Regional Definitions

School-Based TeamStaff members on-site and in the school daily. The School-Based Team may include:
⇒ Principal
⇒ Learning Support Teacher
⇒ Literacy Coach
⇒ Classroom Teacher
⇒ Teacher Counsellor / Family School Liaison Counsellors
⇒ Educational Assistants
School-Linked TeamTeam members that provide support for the child/youth but are not in the school daily. Team members could include:
⇒ Educational Psychologist
⇒ Behaviour Specialist
⇒ Speech Language Therapists
⇒ Occupational Therapists
⇒ Physiotherapists
⇒ Mental Health Therapists
⇒ Teacher for the Blind and Visually Impaired
⇒ Teacher for the Deaf and Hard of Hearing
Regional Integrated Case Management Team (RICMT)The Regional Integrated Case Management Team (RICMT) is comprised of members from Education, Health, and Human Services. The Team meets monthly to review complex case requests. Schools would make requests for complex case reviews through their Central Office representative.
Complex needs Complex needs is defined according to Policy Framework for Children and Youth with Special and Complex Needs (page 5) as children and youth that require “significant extraordinary care due to the severity of their impairment(s) and require services from more than one ministry”. Those who require such services may include children and youth:
⇒ with multiple impairments, complex mental health and health issues and/or severe behavioral needs;
⇒ for whom all currently available resources have been utilized with limited success;
⇒ who require fiscal and human resources that strain the capacity of any one ministry; and
⇒ for whom there are questions about the safety of the child, youth, family, or public.
Regional Linked ServicesThe School-Based in collaboration with the School-Linked Team, will identify when there is a need to access regional services. Services are accessed on an as needed basis, using a referral process and include:
⇒ Mental Health
⇒ Occupational Therapy
⇒ Physical Therapy
⇒ Speech/Language TherapyA formal referral process, including written informed consent from the family is required.
Low incidence ServicesLow incidence services are designed to support children/youth with the following challenges:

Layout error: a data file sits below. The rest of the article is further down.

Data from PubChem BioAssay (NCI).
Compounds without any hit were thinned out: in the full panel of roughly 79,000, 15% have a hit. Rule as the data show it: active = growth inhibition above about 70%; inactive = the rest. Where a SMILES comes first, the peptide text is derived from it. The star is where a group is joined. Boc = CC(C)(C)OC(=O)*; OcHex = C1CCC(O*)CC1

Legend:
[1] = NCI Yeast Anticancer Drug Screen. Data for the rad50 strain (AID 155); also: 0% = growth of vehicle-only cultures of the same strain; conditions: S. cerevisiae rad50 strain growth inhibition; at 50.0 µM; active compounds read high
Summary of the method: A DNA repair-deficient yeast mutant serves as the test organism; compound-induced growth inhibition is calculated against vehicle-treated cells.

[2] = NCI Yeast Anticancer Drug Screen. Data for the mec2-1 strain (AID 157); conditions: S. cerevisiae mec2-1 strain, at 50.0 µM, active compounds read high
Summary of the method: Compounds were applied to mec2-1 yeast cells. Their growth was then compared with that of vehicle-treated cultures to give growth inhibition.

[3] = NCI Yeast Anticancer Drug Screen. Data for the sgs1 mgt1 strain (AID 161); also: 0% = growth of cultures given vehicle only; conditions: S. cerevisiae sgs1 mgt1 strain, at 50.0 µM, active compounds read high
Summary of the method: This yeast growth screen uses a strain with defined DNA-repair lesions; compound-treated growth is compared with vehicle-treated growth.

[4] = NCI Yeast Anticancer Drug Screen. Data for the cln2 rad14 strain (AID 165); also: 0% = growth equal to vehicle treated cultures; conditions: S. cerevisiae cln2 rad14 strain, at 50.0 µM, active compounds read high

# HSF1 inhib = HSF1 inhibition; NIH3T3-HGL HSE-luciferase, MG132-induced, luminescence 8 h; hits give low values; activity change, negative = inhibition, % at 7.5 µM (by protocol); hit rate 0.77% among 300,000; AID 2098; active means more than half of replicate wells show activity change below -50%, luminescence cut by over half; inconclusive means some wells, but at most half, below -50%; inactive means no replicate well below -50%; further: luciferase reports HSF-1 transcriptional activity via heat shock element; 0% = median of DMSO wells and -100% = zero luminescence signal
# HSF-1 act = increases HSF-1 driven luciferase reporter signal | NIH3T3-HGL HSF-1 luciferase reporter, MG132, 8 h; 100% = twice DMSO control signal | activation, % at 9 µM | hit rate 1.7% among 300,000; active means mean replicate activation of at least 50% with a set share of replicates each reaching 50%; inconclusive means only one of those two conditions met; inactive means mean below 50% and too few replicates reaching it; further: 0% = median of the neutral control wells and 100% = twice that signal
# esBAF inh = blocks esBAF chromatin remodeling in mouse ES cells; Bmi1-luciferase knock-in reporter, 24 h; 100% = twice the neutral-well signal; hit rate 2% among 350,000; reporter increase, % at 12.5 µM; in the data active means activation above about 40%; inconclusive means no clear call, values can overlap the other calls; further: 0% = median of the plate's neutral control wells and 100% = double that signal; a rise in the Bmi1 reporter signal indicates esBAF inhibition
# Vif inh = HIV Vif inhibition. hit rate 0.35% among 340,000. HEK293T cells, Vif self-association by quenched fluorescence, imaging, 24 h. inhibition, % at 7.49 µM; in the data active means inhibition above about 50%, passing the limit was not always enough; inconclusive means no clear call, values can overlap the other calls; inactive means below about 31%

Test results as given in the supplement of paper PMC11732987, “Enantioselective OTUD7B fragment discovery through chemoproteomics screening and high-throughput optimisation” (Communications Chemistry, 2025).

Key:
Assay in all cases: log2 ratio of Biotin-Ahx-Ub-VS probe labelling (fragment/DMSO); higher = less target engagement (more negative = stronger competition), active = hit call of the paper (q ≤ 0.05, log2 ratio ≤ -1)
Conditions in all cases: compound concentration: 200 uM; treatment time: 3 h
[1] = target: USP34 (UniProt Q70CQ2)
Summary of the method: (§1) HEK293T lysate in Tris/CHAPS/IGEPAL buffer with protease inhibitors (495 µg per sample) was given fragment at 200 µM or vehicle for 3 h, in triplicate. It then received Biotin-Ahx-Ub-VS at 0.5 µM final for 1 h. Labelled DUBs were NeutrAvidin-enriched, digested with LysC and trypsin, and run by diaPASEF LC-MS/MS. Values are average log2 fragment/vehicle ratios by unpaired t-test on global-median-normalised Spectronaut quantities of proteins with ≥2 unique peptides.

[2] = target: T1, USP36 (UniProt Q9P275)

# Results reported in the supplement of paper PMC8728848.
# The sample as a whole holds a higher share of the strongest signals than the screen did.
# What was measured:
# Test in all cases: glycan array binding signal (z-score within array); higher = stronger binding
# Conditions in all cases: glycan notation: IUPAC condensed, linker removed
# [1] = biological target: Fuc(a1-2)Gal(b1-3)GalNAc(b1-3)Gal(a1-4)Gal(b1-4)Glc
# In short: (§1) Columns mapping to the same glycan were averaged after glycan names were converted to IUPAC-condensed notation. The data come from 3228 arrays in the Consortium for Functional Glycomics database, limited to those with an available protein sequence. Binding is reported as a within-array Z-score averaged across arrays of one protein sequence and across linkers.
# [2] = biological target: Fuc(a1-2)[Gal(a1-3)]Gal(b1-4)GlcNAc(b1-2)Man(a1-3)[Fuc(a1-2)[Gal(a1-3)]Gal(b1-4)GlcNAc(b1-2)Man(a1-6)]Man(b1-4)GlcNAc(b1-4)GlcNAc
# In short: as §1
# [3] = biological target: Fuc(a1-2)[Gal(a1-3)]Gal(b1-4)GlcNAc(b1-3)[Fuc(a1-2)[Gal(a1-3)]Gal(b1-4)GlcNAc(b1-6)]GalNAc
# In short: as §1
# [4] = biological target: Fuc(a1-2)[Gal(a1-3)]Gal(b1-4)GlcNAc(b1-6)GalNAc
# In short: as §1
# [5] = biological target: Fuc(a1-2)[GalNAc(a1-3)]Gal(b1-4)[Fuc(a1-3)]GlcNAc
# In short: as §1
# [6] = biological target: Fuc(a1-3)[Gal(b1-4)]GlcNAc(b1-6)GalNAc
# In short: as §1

⇒ blind/low vision;
⇒ deaf/hard-of-hearing;
⇒ deaf-blind; or
⇒ significant communications disabilities requiring the use augmented or alternative communication systems.
IndividualizedIndividualized supports encompass a wide range and varying levels of expertise, as they directly relate to meeting an individual’s need. There may also be a need for highly individualized direct supports for specific individuals or groups of children and youth.
TargetedTargeted supports focus on strategies or interventions for children and youth who need more scaffolded and/or research-based learning opportunities because their needs cannot be addressed through universal supports. Collaborative teaming and problem-solving, as well as specialized expertise, might be required. For example, to fully embrace the diversity, expertise (e.g., Elders, cultural brokers, professionals with expertise in learning disabilities) may be required to work with children and youth who come from different cultures, face poverty issues, or have disability-related needs.
UniversalUniversal supports focuses on differentiation and broad-based strategies to benefit all children and youth. Strategies have a system-wide focus. Given the diversity of children and youth, the need for assistance will depend on individual abilities, skills, talents, and personal circumstances. For many children and youth, high-quality programs will be the only assistance that they require (in some areas or domains) to be successful. Universal supports are incorporated into the environment and must be readily available at the outset, versus relying on a ‘trigger’ (e.g., event, crisis) to access the supports. Universal screening strategies can be the key in the early identification of those who may need specific interventions.